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For Donald Maring, small improvements pay off big

Master Farmers: Maring pays close attention to details on his crop operation, leading to great corn and soybean yields.

Chris Torres, Editor, American Agriculturist

May 28, 2024

7 Slides

Farming more than 1,300 acres is no small job. For Woodbine, Md., grower Donald Maring, it’s just the right size.

“I never envisioned myself farming several thousand acres if I couldn’t do it myself,” he says. “My dad, he was one who was very particular, and that kind of rubbed off on me. If you’re going to do something, do it right.”

At age 69, Donald plants all the crops and does much of the fieldwork with help from one employee and some family members.

Running a farm wasn’t in the cards when he graduated from South Carroll High School in 1972.

After taking night courses in welding at Carroll Community College, he turned his attention to truck driving, buying his first Kenworth truck in 1978. He hauled frozen food and dairy products locally.

But when his father needed help on the farm, Donald, who had always been close to his dad, couldn’t say no. The family farm was started in 1949 when his grandfather started the operation, and by 1985, he joined his dad as the next generation.

His father farmed the home farm and a farm next door, a total of 140 acres of corn and soybeans, wheat and hay. There was even a small number of beef cattle on the operation.  

“I was more into grain farming than into the cattle. I just liked the fieldwork," he says.

Focus on crops

In 1990, Donald officially took over the farm and turned his attention to grain.

“I wanted to farm more ground to where I could make a living at it. So as ground became available, I picked up what I could," he says.

But he never wanted to grow too much.

Donald rents 1,220 acres and owns 105 acres. He grows 550 acres of corn and 590 acres of soybeans; 100 acres of wheat; 70 acres of orchardgrass hay; and 15 acres of alfalfa.

In his mind, it makes more sense to put as much work into what he already has and to grow yields than to just get more acres. “It’s easy to do a better job on less, and paying attention to details has been key,” he says.

So, what’s in the details? “It’s a lot of little things that add up,” he says.

In 2002, Donald bought a brand-new White planter and, with help from a friend, he installed a system to apply liquid fertilizer in-furrow. It was something very few farmers in his area had the ability to do at that time.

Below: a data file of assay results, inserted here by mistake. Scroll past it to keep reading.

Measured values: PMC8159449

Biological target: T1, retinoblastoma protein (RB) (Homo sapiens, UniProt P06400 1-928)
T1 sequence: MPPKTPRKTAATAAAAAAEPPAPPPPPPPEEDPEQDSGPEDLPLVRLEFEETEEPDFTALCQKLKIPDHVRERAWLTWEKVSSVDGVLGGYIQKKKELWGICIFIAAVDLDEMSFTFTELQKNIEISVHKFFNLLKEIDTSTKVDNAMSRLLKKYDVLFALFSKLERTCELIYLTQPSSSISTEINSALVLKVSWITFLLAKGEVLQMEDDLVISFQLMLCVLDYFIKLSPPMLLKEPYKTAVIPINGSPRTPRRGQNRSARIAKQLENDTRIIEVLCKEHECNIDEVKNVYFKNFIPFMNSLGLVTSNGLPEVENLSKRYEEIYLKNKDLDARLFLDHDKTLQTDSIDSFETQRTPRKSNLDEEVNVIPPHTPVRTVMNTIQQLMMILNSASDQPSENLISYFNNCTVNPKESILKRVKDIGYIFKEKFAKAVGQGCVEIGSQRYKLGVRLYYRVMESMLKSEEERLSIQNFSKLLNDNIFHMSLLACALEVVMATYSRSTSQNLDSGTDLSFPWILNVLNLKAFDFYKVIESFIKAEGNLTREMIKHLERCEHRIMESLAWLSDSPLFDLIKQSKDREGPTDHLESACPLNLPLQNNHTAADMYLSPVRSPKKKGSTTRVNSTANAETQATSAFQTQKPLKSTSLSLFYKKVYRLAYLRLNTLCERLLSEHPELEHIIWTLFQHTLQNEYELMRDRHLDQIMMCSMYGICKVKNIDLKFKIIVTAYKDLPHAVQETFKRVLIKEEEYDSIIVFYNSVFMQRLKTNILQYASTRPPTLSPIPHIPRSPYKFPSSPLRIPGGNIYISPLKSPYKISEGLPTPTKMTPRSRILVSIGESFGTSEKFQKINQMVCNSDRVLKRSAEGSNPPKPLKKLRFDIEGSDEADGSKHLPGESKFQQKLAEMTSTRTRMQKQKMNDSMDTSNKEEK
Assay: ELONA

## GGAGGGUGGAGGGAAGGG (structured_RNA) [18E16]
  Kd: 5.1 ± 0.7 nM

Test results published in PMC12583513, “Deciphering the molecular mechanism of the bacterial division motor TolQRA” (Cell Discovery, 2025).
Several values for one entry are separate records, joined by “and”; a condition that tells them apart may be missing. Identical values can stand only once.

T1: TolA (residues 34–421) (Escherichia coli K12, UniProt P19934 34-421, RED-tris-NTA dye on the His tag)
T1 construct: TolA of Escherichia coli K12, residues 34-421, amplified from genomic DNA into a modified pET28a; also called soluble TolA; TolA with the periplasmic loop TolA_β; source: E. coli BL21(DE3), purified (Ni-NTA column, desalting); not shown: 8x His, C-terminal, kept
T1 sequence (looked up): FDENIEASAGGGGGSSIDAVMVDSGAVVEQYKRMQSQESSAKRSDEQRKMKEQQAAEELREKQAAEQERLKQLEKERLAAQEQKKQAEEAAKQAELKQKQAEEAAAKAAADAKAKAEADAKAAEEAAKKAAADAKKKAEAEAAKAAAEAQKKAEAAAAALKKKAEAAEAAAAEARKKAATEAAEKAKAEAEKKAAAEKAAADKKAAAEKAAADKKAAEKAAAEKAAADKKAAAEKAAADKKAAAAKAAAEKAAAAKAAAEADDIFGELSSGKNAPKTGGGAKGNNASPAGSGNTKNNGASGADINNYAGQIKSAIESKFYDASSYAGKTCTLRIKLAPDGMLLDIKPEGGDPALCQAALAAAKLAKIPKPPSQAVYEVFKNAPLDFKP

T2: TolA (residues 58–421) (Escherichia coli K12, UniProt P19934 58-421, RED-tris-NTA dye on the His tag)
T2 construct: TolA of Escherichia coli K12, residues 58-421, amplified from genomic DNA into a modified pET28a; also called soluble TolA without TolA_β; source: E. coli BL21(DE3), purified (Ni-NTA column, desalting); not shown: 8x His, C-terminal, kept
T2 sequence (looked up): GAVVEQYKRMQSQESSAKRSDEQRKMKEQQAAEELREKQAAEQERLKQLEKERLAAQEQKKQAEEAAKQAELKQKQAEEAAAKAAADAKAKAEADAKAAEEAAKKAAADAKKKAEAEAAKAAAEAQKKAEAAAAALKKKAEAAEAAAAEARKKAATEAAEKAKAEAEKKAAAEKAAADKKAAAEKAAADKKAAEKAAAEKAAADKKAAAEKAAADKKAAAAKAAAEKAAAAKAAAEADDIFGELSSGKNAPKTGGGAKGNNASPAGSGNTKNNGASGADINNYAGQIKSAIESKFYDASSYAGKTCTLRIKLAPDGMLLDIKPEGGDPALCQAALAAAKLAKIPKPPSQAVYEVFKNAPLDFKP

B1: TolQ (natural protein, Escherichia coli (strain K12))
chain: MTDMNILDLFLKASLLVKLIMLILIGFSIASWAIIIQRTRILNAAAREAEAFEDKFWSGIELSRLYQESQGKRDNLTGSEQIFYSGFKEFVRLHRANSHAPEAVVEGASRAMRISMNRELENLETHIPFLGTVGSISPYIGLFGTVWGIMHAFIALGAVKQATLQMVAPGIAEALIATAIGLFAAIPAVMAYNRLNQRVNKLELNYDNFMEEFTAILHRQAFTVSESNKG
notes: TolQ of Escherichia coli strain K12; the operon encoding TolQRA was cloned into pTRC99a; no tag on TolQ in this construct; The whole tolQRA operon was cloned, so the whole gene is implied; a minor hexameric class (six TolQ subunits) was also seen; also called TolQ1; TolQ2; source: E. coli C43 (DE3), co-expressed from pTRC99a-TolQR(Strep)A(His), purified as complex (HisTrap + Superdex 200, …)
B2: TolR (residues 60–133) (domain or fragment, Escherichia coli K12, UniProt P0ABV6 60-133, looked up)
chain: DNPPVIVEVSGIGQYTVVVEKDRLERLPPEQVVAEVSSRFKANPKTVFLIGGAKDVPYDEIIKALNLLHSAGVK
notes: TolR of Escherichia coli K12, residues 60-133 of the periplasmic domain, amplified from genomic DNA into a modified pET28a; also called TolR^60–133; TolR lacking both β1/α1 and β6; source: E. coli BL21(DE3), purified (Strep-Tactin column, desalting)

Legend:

Over the years, Donald says he has focused more on spoon-feeding nutrients upfront to ensure his crops get what they need.

At planting, he applies 4 gallons of in-furrow fertilizer, along with micronutrients zinc, calcium, sugar, and biological and humic acids. He then applies a foliar package on his corn with a fungicide prior to silking.

Tissue sampling is done all summer to keep track of things and make changes the following year.

Soybeans get much of the same in-furrow treatment, along with some fungicide — applied by helicopter — late at pod fill.

With wheat, he split-applies nitrogen at green-up. He then uses a fungicide at flowering to treat head scab.

“By putting so much fertilizer on with the planter, it slows planting. But it gives more precise placement close to the row,” Donald says. “We broadcast very little N, P and K to meet the nutrient requirements that we don’t get with the planter, foliar and topdressing.”

The results speak for themselves. His corn averages 202 bushels an acre. In 2021, he averaged 224 bushels an acre. Soybeans average 60 bushels an acre. In 2022, the average was 72 bushels an acre and 112 bushels an acre on a 12-acre field.

Wheat averages 80 bushels, but Donald has gotten more than 100 bushels some years, mostly recently last year.

"It all adds up,” he says. “We get tissue tests back, and we seldom have any deficiencies that we need to act on and correct right away.”

Adapting with the times

But even with his success, Donald has never been afraid to adapt if needed.

For example, last year he experimented with vertical tillage after corn to help address issues with slugs the following spring. “With high-yielding corn, it leaves a lot of residue that can be great for slugs,” he says.

Three years ago. he planted cover crops on all his corn acres. He was able to get his soybeans planted the following spring, but slugs chewed through much of the young crop, forcing him to replant 240 acres. As a result, he stopped planting cover crops after corn. The vertical tillage made the situation better last year, but it remains to be seen if this is a long-term answer to the slug problem.